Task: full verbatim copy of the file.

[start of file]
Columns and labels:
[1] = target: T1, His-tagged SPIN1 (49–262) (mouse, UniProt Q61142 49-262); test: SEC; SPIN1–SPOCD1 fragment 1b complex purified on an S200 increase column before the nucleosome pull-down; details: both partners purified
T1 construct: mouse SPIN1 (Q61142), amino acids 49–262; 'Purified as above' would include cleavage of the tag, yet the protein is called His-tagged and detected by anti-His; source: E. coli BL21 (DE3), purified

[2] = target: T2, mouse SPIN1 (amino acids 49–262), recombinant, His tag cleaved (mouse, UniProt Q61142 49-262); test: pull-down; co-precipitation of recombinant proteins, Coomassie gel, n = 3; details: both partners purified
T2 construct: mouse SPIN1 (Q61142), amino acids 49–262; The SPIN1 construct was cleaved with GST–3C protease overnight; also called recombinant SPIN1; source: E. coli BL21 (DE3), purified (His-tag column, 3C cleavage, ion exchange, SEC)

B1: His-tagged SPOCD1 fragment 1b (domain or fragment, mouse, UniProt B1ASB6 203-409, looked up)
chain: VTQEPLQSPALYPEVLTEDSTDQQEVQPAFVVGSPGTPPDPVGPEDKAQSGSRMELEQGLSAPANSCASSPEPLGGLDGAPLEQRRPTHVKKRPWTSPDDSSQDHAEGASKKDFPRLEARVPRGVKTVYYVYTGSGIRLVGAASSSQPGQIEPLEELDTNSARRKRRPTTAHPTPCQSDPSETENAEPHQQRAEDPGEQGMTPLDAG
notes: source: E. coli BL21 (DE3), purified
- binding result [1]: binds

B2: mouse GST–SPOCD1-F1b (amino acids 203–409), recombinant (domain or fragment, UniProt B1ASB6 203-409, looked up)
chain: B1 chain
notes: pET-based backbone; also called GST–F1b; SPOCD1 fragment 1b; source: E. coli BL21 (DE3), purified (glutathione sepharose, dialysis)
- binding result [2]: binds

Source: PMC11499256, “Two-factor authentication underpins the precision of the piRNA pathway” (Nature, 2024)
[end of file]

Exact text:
Columns and labels:
[1] = target: T1, His-tagged SPIN1 (49–262) (mouse, UniProt Q61142 49-262); test: SEC; SPIN1–SPOCD1 fragment 1b complex purified on an S200 increase column before the nucleosome pull-down; details: both partners purified
T1 construct: mouse SPIN1 (Q61142), amino acids 49–262; 'Purified as above' would include cleavage of the tag, yet the protein is called His-tagged and detected by anti-His; source: E. coli BL21 (DE3), purified

[2] = target: T2, mouse SPIN1 (amino acids 49–262), recombinant, His tag cleaved (mouse, UniProt Q61142 49-262); test: pull-down; co-precipitation of recombinant proteins, Coomassie gel, n = 3; details: both partners purified
T2 construct: mouse SPIN1 (Q61142), amino acids 49–262; The SPIN1 construct was cleaved with GST–3C protease overnight; also called recombinant SPIN1; source: E. coli BL21 (DE3), purified (His-tag column, 3C cleavage, ion exchange, SEC)

B1: His-tagged SPOCD1 fragment 1b (domain or fragment, mouse, UniProt B1ASB6 203-409, looked up)
chain: VTQEPLQSPALYPEVLTEDSTDQQEVQPAFVVGSPGTPPDPVGPEDKAQSGSRMELEQGLSAPANSCASSPEPLGGLDGAPLEQRRPTHVKKRPWTSPDDSSQDHAEGASKKDFPRLEARVPRGVKTVYYVYTGSGIRLVGAASSSQPGQIEPLEELDTNSARRKRRPTTAHPTPCQSDPSETENAEPHQQRAEDPGEQGMTPLDAG
notes: source: E. coli BL21 (DE3), purified
- binding result [1]: binds

B2: mouse GST–SPOCD1-F1b (amino acids 203–409), recombinant (domain or fragment, UniProt B1ASB6 203-409, looked up)
chain: B1 chain
notes: pET-based backbone; also called GST–F1b; SPOCD1 fragment 1b; source: E. coli BL21 (DE3), purified (glutathione sepharose, dialysis)
- binding result [2]: binds

Source: PMC11499256, “Two-factor authentication underpins the precision of the piRNA pathway” (Nature, 2024)